“While we started with a focus on junior faculty, we’ve since broadened our scope to encompass big names from the disordered protein field,” Holehouse said. “In addition to providing a platform for folks to present cutting-edge work, it also helps to level the playing field so that researchers who may lack the resources to travel can still learn and network.”

“One thing I cannot overemphasize enough is that the only reason IDPSeminars continues to be a success is because the disordered proteins community is such a warm, welcoming and supportive group,” Holehouse said. “This is extremely important to me, and trying to ensure we maintain an open, supportive and collaborative spirit as a group of scientists is essential for my scientific ecosystem – and by extension, Washington University – to be a good place for students and postdocs to train and work.”

Nichole Zehnder

Matt Miller

Nichole Zehnder, MD, (right) an associate professor of internal medicine and associate dean for educational strategy in the school’s Office of Education, is one of 53 faculty honored for excellence in mentorship and sponsorship. Zehnder is shown hugging mentee and graduating medical student Ian Marigi after learning that he matched into an orthopedic surgery residency at the Cleveland Clinic in Ohio.

Since joining the faculty in 2020, Nichole Zehnder, MD, has built two incredible programs that support the mentorship and sponsorship of medical students at Washington University. She has given selflessly of her time to support struggling residents and faculty as well. We all need someone to lend a hand when we are down, and Nichole exemplifies this in all she does. Moreover, through her work, she has created a culture of mentorship, sponsorship and support within the medical school. — Eva Aagaard, MD, vice chancellor for medical education, senior associate dean for education, and the Carol B. and Jerome T. Loeb Professor of Medical Education

For many physicians, Match Day stirs nostalgia. The pivotal milestone, always on the third Friday in March, marks when U.S. medical students learn where they will train as residents after graduation, steering their careers as bona fide physicians.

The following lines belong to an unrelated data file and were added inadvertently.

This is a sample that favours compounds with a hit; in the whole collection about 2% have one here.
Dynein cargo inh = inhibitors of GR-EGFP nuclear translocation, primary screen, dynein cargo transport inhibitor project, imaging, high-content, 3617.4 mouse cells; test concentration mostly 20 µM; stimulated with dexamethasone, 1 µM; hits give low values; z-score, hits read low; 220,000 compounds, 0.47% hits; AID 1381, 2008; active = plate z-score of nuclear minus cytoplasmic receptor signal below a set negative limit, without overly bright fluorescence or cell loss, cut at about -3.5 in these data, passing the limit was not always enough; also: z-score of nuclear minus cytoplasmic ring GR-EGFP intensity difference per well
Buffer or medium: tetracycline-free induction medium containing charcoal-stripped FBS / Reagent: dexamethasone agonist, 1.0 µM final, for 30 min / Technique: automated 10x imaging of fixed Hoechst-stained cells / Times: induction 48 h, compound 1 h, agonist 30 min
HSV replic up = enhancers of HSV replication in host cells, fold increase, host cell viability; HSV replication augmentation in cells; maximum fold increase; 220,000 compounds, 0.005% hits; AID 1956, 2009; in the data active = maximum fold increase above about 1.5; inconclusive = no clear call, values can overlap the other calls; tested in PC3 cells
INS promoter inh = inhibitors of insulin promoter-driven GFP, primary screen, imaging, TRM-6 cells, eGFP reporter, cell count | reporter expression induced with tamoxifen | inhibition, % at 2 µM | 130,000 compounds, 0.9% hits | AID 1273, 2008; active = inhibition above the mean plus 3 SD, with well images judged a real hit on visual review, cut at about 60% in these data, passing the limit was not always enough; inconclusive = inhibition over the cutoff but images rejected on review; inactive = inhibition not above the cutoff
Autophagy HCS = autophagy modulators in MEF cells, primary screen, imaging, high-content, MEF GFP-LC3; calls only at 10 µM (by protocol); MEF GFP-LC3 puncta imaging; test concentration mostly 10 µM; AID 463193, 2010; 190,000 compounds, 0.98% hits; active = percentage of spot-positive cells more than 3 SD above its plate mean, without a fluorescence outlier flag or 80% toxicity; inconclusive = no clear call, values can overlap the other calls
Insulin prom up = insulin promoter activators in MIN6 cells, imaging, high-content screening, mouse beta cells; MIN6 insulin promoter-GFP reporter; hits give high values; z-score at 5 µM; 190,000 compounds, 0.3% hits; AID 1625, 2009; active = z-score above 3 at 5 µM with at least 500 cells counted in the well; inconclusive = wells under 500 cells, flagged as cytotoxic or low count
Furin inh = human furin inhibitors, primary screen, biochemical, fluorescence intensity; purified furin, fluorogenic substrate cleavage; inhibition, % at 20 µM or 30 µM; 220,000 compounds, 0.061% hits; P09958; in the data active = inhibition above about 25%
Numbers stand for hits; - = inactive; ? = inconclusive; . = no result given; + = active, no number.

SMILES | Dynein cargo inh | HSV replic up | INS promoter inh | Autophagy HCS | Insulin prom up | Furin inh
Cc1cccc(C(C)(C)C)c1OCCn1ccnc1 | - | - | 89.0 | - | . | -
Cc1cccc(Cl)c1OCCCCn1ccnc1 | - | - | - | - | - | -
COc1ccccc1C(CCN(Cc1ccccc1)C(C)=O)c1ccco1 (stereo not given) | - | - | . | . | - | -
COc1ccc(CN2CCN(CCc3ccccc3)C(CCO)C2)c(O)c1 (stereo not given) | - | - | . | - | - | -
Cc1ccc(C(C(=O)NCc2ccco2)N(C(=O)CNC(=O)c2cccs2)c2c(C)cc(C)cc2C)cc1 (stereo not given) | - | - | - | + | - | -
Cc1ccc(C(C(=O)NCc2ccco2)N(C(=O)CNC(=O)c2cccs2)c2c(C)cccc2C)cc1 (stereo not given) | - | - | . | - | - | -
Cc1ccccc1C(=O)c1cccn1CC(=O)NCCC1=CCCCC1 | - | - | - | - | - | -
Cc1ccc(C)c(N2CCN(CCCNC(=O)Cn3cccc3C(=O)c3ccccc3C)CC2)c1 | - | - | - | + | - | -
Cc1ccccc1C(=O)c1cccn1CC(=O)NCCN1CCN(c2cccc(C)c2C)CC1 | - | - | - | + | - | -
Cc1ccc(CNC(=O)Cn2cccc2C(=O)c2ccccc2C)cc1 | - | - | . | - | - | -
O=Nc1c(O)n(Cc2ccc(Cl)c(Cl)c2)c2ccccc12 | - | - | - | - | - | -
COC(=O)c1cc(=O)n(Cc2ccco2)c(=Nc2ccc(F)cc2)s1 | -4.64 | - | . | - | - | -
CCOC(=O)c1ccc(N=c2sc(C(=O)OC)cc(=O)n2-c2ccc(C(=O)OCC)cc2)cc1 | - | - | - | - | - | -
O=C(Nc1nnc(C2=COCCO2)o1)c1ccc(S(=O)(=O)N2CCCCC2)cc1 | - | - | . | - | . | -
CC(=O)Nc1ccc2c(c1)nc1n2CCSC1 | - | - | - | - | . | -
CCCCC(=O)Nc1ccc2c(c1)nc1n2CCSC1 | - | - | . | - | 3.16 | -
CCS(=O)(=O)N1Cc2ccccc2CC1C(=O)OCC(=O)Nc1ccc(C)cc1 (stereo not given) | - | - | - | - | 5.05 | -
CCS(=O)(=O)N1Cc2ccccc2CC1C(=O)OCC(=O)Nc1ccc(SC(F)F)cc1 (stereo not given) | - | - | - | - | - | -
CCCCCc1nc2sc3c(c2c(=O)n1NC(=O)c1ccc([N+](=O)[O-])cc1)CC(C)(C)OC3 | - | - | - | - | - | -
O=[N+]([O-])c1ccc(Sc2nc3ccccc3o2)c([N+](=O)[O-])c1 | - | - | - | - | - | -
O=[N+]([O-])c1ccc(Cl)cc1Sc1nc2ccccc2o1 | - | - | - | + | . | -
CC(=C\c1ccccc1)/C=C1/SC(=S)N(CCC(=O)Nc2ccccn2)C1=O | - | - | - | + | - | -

This year’s Match Day added an extra-emotional layer for Zehnder, an associate professor of internal medicine and associate dean for educational strategy in the school’s Office of Education. Not only did she start her journey at the School of Medicine at the same time as the matching students, she mentored more than 100 throughout their four years as part of a mentorship program she spearheaded for the Gateway Curriculum.

“This Match Day is extra meaningful,” Zehnder said before congratulating her mentees, all of whom received happy matches. “I’ve grown close to them.”

One of the two programs Zehnder launched involves faculty coaches who meet with medical students longitudinally in small groups and individually. Before beginning the program, Zehnder trained faculty on understanding how systemic racism disproportionately impacts students of color, navigating challenging conversations one-on-one and in small groups, and informing them of the many resources available to students who are struggling academically or personally.

Coaching sessions aim to encourage medical students to share thoughts about communal experiences encountered in medical school and, more broadly, in medicine. Topics have included ethics involving organ donation and transplantation; students’ relationships with their first patient, a body donor; dignified dying among the terminally ill; and grieving a patient’s death.

“Just knowing that someone else understands what they’re going through can help enormously,” Zehnder said. “Walking alongside trainees in the Gateway Curriculum coaching program has been one of the most rewarding parts of my career.”

She also leads another program called the Student Success Team, comprised of highly trained faculty with specialties in the curriculum, student affairs and other student-centered topics. Their aim is to provide personal and individualized academic support for students.

“For me, mentorship is about more than just academic and professional support,” Zehnder said. “It’s about encouraging personal growth, fostering resilience and helping students navigate the complexities of their future profession. Witnessing their resilience, witnessing their moments of insight, and being there to celebrate their successes or offer support through setbacks has been an honor.”

Please visit to learn about the other awardees.

Read More